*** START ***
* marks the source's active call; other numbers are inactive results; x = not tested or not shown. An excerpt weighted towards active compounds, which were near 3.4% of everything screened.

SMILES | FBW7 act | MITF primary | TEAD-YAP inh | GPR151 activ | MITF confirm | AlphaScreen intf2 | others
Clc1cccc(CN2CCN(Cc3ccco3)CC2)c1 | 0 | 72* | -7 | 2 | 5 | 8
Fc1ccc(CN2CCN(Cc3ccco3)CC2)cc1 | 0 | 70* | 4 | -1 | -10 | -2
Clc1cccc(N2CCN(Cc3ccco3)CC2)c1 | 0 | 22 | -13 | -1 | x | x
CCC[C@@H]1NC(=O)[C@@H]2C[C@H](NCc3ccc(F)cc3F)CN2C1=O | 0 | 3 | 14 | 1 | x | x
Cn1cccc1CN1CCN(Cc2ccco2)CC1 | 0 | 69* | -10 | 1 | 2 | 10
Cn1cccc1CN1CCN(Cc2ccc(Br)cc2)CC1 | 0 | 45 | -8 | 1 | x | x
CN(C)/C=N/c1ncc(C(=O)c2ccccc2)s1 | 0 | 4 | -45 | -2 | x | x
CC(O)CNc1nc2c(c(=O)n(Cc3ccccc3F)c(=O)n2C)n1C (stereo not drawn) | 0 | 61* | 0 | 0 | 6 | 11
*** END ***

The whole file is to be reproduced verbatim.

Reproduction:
* marks the source's active call; other numbers are inactive results; x = not tested or not shown. An excerpt weighted towards active compounds, which were near 3.4% of everything screened.

SMILES | FBW7 act | MITF primary | TEAD-YAP inh | GPR151 activ | MITF confirm | AlphaScreen intf2 | others
Clc1cccc(CN2CCN(Cc3ccco3)CC2)c1 | 0 | 72* | -7 | 2 | 5 | 8
Fc1ccc(CN2CCN(Cc3ccco3)CC2)cc1 | 0 | 70* | 4 | -1 | -10 | -2
Clc1cccc(N2CCN(Cc3ccco3)CC2)c1 | 0 | 22 | -13 | -1 | x | x
CCC[C@@H]1NC(=O)[C@@H]2C[C@H](NCc3ccc(F)cc3F)CN2C1=O | 0 | 3 | 14 | 1 | x | x
Cn1cccc1CN1CCN(Cc2ccco2)CC1 | 0 | 69* | -10 | 1 | 2 | 10
Cn1cccc1CN1CCN(Cc2ccc(Br)cc2)CC1 | 0 | 45 | -8 | 1 | x | x
CN(C)/C=N/c1ncc(C(=O)c2ccccc2)s1 | 0 | 4 | -45 | -2 | x | x
CC(O)CNc1nc2c(c(=O)n(Cc3ccccc3F)c(=O)n2C)n1C (stereo not drawn) | 0 | 61* | 0 | 0 | 6 | 11